10. On Friday the Delhi Police agreed to file a fresh affidavit in the alleged hate speech case relating to Delhi Dharam Sansad after the Supreme Court questioned the police on whether any senior official applied his mind before filing its earlier affidavit.
  11. On Friday the Bombay High Court ordered that no coercive action be taken against Union Minister Narayan Rane for two weeks in connection with the first information report (FIR) registered against him by the Dhule Police for allegedly making derogatory statements against Chief Minister Uddhav Thackeray.
  12. On Friday Justice Anuja Prabhudessai of the Bombay High Court took strong exception to the conduct of a lawyer who went on a tirade against her accusing her of bias and threatening to lodge a complaint against her with the Chief Justice.  (Dipak Kalicharan Kanojiya v. State of Maharashtra & Anr.)
  13. On Friday the Allahabad High Court has ordered the Uttar Pradesh police to take action on priority basis, in a matter concerning a girl’s abduction from the chamber of a lawyer. (Ankita Mishra v State of UP)
  14. Today A petition has been filed before the Supreme Court challenging an order of the Delhi High Court refusing to pass directions for rehabilitation of slum dwellers in Sarojini Nagar whose jhuggis are being demolished. (Vaishali (Minor) (Through Next Friend Mrs. Sita Devi) v Union of India)
  15. The Bombay High Court has issued corrective measures to be followed by the Inspector General Prison (IG Prisons) of Maharashtra and Principal District Judges in Maharashtra to ensure that all prisons in the State have adequate medical facilities.  (Dr. P. Varavara Rao v. NIA)
    • the Bench suggested the following measures to be followed by the IG Prisons: –
      • to collect the information from Taloja Central prison and all prisons in Maharashtra about appointment of the medical officers, nursing and other staff and other facilities and provisions required to be made available.
      • submit his report with regard to the steps taken by him so far to ensure compliance with Prison Rules before April 30, 2022.
      • to ensure that henceforth there should not be scope for the prisoners to make grievance about lack of medical facilities and timely medical aid.
    • The Principal District Judges are required to take following measures:-
      • pay periodical visits to the prisons.
      • pay sufficient attention to the affairs of the prisons in the monthly meetings and ensure that the provisions of the Maharashtra Prisons (Prison Hospital) Rules, 1970 are complied with in letter and spirit.
    • Rao had approached the High Court with:-
      • An application seeking extension of the interim bail granted in February 2021.
      • A writ petition seeking permanent bail on medical grounds.
      • An application seeking permission to stay in Hyderabad during the duration of bail on the grounds that staying in Mumbai is expensive.
  16. On Wednesday the Supreme Court observed, A medical professional cannot assure that a patient will successfully overcome medical crisis and all that doctors are expected to do is to take reasonable care in discharge of their duties. (Dr Chanda Rani Akhouri vs Dr M A Methusethupathi)
  17. On Friday the Delhi High Court issued notices on a review petition filed by former West Bengal Chief Secretary Alapan Bandyopadhyay challenging the Central Administrative Tribunal (CAT) Chairman’s decision to transfer his case from Kolkata Bench to Delhi.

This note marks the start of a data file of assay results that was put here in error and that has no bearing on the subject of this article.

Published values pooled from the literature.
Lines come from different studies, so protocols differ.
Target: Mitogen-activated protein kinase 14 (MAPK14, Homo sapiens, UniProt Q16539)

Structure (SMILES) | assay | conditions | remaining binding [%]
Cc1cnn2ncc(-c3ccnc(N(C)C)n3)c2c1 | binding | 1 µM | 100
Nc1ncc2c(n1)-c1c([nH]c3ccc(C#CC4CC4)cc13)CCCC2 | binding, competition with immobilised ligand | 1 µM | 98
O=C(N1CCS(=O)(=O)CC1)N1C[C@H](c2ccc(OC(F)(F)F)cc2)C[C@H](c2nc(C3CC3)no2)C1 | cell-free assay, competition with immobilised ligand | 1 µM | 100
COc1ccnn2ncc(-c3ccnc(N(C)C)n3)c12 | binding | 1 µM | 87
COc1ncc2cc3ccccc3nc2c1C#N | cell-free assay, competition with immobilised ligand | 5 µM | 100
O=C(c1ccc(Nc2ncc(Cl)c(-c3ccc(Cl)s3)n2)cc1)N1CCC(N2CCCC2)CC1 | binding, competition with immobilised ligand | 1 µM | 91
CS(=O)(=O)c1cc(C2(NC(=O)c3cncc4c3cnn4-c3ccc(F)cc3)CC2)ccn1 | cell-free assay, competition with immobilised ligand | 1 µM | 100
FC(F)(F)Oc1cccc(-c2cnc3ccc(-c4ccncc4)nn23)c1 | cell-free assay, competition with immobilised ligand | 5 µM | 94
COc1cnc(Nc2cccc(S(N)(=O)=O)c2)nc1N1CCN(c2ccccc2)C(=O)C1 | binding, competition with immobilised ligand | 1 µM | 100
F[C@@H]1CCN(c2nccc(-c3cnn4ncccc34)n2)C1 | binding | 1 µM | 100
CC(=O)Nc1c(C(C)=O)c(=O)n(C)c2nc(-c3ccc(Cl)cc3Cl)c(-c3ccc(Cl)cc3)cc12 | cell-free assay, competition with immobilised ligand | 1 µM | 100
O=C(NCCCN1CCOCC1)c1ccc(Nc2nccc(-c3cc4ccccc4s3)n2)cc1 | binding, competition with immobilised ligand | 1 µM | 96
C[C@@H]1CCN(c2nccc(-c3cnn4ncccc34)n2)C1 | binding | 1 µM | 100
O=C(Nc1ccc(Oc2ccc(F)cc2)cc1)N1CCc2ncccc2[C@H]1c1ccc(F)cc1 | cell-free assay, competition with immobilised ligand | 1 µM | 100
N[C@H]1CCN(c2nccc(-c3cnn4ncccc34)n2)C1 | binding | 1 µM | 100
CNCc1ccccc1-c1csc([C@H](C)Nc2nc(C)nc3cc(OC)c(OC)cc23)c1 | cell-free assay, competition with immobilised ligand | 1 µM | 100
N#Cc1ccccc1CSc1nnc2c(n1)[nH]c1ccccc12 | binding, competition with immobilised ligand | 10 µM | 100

18. In Jahangirpuri Demolition Drive : After the Supreme Court order, residents pick up the pieces and look for peace.
    • Rihana Bibi, 44, is worried for her family’s livelihood. As the only earning member, she had started a food stall near her settlement in Delhi’s Jahangirpuri. However, as part of the demolition drive conducted by the North Delhi Municipal Corporation (NDMC), Bibi’s shop and several others in the area were razed to the ground.
    • A day after the demolition drive, the area that witnessed communal riots is packed with security personnel, some of whom could be spotted stationed on rooftops of houses while drones surveyed the area.
  19. On Friday the Supreme Court held that court cannot usurp the power of the government and grant remission of sentence of convicts. (Ram Chander v. State of Chattisgarh & ors.)
  20. Today the Bombay High Court took exception to jail superintendents in Maharashtra not producing accused before trial courts for extension of judicial custody.  (Sushil Lohiya v. CBI & Anr.)
    • the High Court observed, Every one is aware that for judicial custody virtual production is recognized by Code of Criminal Procedure. So, why Superintendents of jail can wait for the orders from the courts allowing the virtual production. At the same time, we also feel that a Judge seized of the matter may also mention in the order that virtual production is permitted when physical production is not possible for some reasons. We are saying this only when there is an extension of remand till filing of the charge-sheet.
    • the Bench held, The report filed by the Investigating Officer does not give some satisfactory reason for non-production of the accused. Even though there are certain defects, we feel that they are not of such nature, so as to issue of writ of habeas corpus. So we do not think that writ can be entertained. It is liable to be dismissed.
    • during this COVID-19 pandemic period, Courts could not function to their fullest extent. So there is a need to revive all the existing systems. Even we are told that in some Courts in State of Maharashtra, State of Maharashtra through Home Department has made available Video Conferencing setup.
    • the Bench directed, If such meetings are conducted, learned PDJs to verify whether reports are sent to the High Court Administration or or if the meeting having been discontinued for some reasons, PDJs are directed to see that such meetings are periodically held.
  21. On Friday the Bombay High Court observed while issuing directions to all special POCSO courts in Maharashtra on recording evidence of child/victim, If delay in examination of child victim under the Protection of Children from Sexual Offences (POCSO) Act will benefit only the accused.  (Atul Gorakhnath Ambale v. State of Maharashtra)